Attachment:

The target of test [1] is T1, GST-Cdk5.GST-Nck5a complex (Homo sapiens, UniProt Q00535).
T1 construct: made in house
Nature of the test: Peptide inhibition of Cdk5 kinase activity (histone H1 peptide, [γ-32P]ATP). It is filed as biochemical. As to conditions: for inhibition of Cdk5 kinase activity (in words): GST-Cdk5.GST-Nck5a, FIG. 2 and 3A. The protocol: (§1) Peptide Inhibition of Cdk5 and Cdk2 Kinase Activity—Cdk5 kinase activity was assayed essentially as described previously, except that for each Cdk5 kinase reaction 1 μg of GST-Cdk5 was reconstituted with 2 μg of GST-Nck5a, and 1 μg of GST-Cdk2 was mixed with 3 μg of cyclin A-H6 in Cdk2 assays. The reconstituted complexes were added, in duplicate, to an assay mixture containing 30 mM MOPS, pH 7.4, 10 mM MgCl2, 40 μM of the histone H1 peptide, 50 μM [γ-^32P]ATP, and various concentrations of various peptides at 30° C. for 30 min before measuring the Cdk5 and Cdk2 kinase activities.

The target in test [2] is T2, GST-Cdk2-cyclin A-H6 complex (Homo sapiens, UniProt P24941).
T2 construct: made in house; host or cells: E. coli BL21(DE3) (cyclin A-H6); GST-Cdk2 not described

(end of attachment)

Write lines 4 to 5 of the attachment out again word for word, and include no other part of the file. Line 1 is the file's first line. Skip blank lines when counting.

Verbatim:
The target in test [2] is T2, GST-Cdk2-cyclin A-H6 complex (Homo sapiens, UniProt P24941).
T2 construct: made in house; host or cells: E. coli BL21(DE3) (cyclin A-H6); GST-Cdk2 not described